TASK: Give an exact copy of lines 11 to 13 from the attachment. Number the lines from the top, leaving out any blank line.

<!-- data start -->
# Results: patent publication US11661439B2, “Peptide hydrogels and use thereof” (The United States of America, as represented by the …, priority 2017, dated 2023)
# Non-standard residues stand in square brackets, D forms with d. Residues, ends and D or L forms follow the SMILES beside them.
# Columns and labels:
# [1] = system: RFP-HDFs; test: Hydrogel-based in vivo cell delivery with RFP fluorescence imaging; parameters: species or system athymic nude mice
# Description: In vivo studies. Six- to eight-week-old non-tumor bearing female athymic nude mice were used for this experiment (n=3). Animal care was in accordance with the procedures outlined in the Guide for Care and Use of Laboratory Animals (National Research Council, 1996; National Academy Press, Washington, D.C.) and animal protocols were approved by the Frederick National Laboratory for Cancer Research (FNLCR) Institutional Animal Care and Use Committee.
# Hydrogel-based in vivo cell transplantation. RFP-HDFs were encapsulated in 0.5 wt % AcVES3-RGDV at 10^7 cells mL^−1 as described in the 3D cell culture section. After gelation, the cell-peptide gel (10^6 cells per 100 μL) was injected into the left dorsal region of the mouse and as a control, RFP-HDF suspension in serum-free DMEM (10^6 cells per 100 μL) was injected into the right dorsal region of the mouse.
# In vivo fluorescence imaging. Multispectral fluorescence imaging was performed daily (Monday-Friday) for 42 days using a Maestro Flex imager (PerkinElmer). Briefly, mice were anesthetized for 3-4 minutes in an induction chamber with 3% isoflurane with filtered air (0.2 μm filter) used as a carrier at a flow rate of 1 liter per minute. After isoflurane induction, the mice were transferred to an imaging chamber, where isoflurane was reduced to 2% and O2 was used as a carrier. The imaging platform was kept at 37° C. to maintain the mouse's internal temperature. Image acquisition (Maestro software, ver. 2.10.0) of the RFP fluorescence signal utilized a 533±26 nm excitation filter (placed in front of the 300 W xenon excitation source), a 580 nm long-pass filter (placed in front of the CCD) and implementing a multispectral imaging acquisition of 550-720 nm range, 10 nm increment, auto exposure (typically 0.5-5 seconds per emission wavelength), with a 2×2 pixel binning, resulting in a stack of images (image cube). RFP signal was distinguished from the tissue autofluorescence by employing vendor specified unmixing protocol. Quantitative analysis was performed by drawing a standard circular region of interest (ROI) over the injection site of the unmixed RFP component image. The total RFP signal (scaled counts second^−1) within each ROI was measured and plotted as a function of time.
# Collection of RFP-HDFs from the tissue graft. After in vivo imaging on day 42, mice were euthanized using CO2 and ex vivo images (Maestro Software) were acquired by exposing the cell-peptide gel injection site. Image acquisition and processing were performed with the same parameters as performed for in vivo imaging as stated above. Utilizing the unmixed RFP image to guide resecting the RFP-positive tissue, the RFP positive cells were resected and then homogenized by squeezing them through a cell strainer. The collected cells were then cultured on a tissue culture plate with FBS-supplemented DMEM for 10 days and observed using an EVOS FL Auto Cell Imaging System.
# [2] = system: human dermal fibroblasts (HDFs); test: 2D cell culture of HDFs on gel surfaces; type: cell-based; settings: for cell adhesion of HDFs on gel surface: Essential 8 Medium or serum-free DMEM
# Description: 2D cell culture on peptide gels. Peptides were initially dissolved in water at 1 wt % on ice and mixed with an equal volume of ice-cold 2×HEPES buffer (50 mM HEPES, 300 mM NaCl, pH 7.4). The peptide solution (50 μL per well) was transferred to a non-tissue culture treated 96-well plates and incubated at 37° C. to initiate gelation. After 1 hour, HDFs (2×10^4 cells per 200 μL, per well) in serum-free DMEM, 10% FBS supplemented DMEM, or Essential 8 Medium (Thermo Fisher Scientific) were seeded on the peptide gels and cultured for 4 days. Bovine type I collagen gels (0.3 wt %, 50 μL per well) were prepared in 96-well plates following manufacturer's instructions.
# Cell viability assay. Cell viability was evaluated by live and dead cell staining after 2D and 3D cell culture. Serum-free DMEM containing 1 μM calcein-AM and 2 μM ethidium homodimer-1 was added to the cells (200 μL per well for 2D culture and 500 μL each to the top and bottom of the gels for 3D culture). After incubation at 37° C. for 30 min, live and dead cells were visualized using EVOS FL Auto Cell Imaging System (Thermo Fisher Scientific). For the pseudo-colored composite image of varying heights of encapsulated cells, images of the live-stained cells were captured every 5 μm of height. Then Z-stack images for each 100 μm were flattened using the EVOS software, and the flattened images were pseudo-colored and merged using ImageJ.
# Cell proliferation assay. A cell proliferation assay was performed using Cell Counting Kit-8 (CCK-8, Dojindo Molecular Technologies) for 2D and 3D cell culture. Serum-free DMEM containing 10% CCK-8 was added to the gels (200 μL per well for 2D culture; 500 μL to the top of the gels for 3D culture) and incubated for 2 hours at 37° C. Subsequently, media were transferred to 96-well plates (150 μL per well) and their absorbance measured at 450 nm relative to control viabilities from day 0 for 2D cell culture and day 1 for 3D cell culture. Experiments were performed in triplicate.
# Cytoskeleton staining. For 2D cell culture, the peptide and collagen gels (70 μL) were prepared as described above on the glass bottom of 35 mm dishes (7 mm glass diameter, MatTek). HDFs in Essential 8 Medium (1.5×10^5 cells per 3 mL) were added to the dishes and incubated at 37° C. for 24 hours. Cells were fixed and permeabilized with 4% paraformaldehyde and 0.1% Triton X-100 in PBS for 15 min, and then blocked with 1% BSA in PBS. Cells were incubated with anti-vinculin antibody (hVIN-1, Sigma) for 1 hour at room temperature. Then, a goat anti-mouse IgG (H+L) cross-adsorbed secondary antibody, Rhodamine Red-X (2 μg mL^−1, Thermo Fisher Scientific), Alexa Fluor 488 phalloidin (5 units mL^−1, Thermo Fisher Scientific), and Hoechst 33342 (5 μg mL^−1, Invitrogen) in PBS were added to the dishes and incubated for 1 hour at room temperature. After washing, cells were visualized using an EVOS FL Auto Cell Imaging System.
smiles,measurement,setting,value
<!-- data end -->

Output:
# Cell viability assay. Cell viability was evaluated by live and dead cell staining after 2D and 3D cell culture. Serum-free DMEM containing 1 μM calcein-AM and 2 μM ethidium homodimer-1 was added to the cells (200 μL per well for 2D culture and 500 μL each to the top and bottom of the gels for 3D culture). After incubation at 37° C. for 30 min, live and dead cells were visualized using EVOS FL Auto Cell Imaging System (Thermo Fisher Scientific). For the pseudo-colored composite image of varying heights of encapsulated cells, images of the live-stained cells were captured every 5 μm of height. Then Z-stack images for each 100 μm were flattened using the EVOS software, and the flattened images were pseudo-colored and merged using ImageJ.
# Cell proliferation assay. A cell proliferation assay was performed using Cell Counting Kit-8 (CCK-8, Dojindo Molecular Technologies) for 2D and 3D cell culture. Serum-free DMEM containing 10% CCK-8 was added to the gels (200 μL per well for 2D culture; 500 μL to the top of the gels for 3D culture) and incubated for 2 hours at 37° C. Subsequently, media were transferred to 96-well plates (150 μL per well) and their absorbance measured at 450 nm relative to control viabilities from day 0 for 2D cell culture and day 1 for 3D cell culture. Experiments were performed in triplicate.
# Cytoskeleton staining. For 2D cell culture, the peptide and collagen gels (70 μL) were prepared as described above on the glass bottom of 35 mm dishes (7 mm glass diameter, MatTek). HDFs in Essential 8 Medium (1.5×10^5 cells per 3 mL) were added to the dishes and incubated at 37° C. for 24 hours. Cells were fixed and permeabilized with 4% paraformaldehyde and 0.1% Triton X-100 in PBS for 15 min, and then blocked with 1% BSA in PBS. Cells were incubated with anti-vinculin antibody (hVIN-1, Sigma) for 1 hour at room temperature. Then, a goat anti-mouse IgG (H+L) cross-adsorbed secondary antibody, Rhodamine Red-X (2 μg mL^−1, Thermo Fisher Scientific), Alexa Fluor 488 phalloidin (5 units mL^−1, Thermo Fisher Scientific), and Hoechst 33342 (5 μg mL^−1, Invitrogen) in PBS were added to the dishes and incubated for 1 hour at room temperature. After washing, cells were visualized using an EVOS FL Auto Cell Imaging System.